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Messages - BoomboxDX

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[sarcasm button on] Who needs ancient, outdated tech like "short wave" when we've got cell phones and internet streaming?" [sarcasm button off]

I have never had use for them. A lot of reporting is subjective, be it the signal reports hams use (perennially "you're 5 and 9") or the SINPO / SIO reporting standards, which are more based on how loud the signal was, and what quality it was, as well as the propagation.

The only time I really used S-meters were when I was into CBing, where S-meters seemed to be more or less standard across the board -- at least when compared to SW and MW radios and comm rigs.

Peskies / Re: Chanting Pesky 6990 LSB 1255 UTC 25 May 2019
« on: August 13, 2019, 0609 UTC »
Thanks for the replies. I sort of miss hearing the Indonesians (Kalimantan 'village radio' chanters); haven't heard them since 2014 or so.

Shortwave Broadcast / Re: TWR Swaziland 6130 AM 2002 UT 30 Jul 2019
« on: August 13, 2019, 0607 UTC »
Any idea which language? I don't know if I ever heard TWR from Swaziland. May have picked them up from Meyerton a few years back, though.

Propagation / Re: Sporadic E, Es Propagation
« on: August 13, 2019, 0604 UTC »
Not much E-skip in my corner of the US (especially in the FM/VHF range), but when I had a 11 meter beam in 1990 I probably experienced some.

Propagation / Re: Attention Propagation Nerds
« on: July 20, 2019, 1450 UTC »
China and India pollute as much, if not more than the US -- I think data for that is easy enough to find online. For example, China is funding coal fired power plants in Pakistan as part of its foreign aid and new Silk Road initiative.

I think global warming is indeed a thing, and human activity has contributed. It began to contribute to CO2 increases about 7000 years ago with the spread of agriculture. We were headed for an ice age about then. This was in either Scientific American or Science magazine -- an article I read in the 1990's which I have since lost and isn't present online unfortunately.

That all said, I think the sun's influence on climate, as well as volcanism, are greater than the media tends to state.

Propagation / Re: Is my radio dead though?
« on: July 20, 2019, 1442 UTC »
Kage, good to hear nothing fried.

Pigmeat, was your radio powered up during the storm, or can these things really take damage indoors, away from external conductors?

Josh, I keep everything unplugged when not in use. There's also a bunch of audio gear involved that I'm not interested in replacing.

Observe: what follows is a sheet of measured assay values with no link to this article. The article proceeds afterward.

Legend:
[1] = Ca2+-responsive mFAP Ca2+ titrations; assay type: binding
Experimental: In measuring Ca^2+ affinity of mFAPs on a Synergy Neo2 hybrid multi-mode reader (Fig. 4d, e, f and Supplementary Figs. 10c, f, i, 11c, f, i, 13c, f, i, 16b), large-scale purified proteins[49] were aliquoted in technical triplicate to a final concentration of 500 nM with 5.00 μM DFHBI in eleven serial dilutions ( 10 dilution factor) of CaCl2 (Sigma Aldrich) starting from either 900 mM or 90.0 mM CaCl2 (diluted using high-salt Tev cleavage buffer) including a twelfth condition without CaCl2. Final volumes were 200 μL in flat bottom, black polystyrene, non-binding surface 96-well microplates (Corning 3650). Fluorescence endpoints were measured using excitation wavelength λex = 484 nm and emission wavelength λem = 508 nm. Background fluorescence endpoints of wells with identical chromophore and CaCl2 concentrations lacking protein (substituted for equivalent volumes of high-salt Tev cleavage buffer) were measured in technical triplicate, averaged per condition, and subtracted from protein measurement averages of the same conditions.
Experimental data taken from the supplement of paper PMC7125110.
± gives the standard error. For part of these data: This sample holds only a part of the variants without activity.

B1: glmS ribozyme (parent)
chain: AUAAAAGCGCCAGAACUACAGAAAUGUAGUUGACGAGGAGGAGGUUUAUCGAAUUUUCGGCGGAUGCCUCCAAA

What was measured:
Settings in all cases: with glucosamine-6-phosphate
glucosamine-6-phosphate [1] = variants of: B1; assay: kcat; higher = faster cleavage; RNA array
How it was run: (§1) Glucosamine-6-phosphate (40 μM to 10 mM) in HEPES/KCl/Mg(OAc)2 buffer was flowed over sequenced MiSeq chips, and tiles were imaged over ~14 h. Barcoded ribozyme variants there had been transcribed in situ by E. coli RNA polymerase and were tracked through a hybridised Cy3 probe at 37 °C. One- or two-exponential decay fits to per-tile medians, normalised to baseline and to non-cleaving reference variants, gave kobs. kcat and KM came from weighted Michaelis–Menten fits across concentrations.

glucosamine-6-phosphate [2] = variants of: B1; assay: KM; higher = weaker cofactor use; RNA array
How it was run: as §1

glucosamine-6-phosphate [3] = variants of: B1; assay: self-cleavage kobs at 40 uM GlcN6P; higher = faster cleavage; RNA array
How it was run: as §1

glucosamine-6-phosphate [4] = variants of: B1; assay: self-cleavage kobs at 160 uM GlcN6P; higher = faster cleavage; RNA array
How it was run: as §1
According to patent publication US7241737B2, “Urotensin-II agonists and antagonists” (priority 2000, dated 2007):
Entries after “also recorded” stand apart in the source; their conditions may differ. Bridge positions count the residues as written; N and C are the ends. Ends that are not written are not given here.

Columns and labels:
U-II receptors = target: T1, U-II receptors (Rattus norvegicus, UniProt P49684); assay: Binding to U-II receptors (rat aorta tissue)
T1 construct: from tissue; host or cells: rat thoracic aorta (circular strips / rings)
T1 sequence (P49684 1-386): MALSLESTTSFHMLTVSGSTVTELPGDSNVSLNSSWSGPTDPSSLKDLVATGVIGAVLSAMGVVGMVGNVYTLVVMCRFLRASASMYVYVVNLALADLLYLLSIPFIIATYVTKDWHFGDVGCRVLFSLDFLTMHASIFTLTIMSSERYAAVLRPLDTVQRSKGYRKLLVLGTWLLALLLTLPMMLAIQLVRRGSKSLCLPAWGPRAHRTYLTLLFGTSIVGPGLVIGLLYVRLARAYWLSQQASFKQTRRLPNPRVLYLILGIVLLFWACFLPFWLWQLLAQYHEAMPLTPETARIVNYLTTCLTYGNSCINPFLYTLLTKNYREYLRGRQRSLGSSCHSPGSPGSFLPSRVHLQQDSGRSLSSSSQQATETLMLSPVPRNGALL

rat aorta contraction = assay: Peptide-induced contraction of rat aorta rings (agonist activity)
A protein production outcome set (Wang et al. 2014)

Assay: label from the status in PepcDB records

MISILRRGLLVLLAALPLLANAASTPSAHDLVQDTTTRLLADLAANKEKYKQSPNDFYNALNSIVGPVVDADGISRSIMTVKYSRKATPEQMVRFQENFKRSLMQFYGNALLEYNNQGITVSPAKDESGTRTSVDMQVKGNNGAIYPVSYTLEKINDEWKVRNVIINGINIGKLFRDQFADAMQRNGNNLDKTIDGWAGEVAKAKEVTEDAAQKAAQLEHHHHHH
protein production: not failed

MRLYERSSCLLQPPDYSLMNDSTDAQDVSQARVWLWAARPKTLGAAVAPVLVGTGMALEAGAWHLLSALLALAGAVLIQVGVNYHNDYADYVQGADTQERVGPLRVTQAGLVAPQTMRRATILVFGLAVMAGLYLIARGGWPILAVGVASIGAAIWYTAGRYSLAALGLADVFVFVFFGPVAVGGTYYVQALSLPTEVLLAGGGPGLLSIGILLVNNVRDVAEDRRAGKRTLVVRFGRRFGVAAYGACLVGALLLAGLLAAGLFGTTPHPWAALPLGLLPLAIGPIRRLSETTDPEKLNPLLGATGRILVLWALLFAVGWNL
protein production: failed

But i have to know...should i start stowing my radios in literal faraday cages while not in use? I'm really paranoid now.

As for portables, if they have internal diode protection, and you don't have it connected to an external wire antenna, chances are you have little to worry about.

I don't live in T-storm country -- we maybe get one a year, if that -- but none of my portables has fried, even when I had a 100 ft wire (which I grounded when it wasn't in use). Perhaps I've been lucky. Perhaps Pigmeat's 404 had a different fault -- microprocessors can wig sometimes, and some radios do not have internal diode protection, although Sangeans built since the early 1990's generally do (the 818 and 818CS being notable exceptions). I don't know about the 404 -- it's a recent design, I think (2000's era?), so it should have internal protection. I know my ATS505 (RS 200629) does.

I just found a Service Manual of the ATS-404 online. It has no internal diode protection whatsoever, at least none that I can see from the schematic. No protection either for the FM Front End chip, or the RF amp for the SW/MW RF amp FET. That might be part of the problem with Pigmeat's 404, unfortunately.

As far as our *broadcast* spectrum is concerned, the FCC blew it by allowing companies such as EMF to drop in K-Love frequencies all over the land. Many markets have K-Love on as many as 6 FM channels. This carpetbaombing is flat-out wrong, and a real stretch of FCC rules (if they haven't been overturned while I speak). Then, they wonder why people are PO'ed about interference on FM. Then, why do they not extend the band down to 76MHz? I'm sure "well nobody has radios for that band". Okay, I'll buy that. However, some of the same voices stating that argument are the ones pushing for sunset of analog and full IBOC. Wait!! There are so few radios around! Did you just not contradict your concern for "no radios"???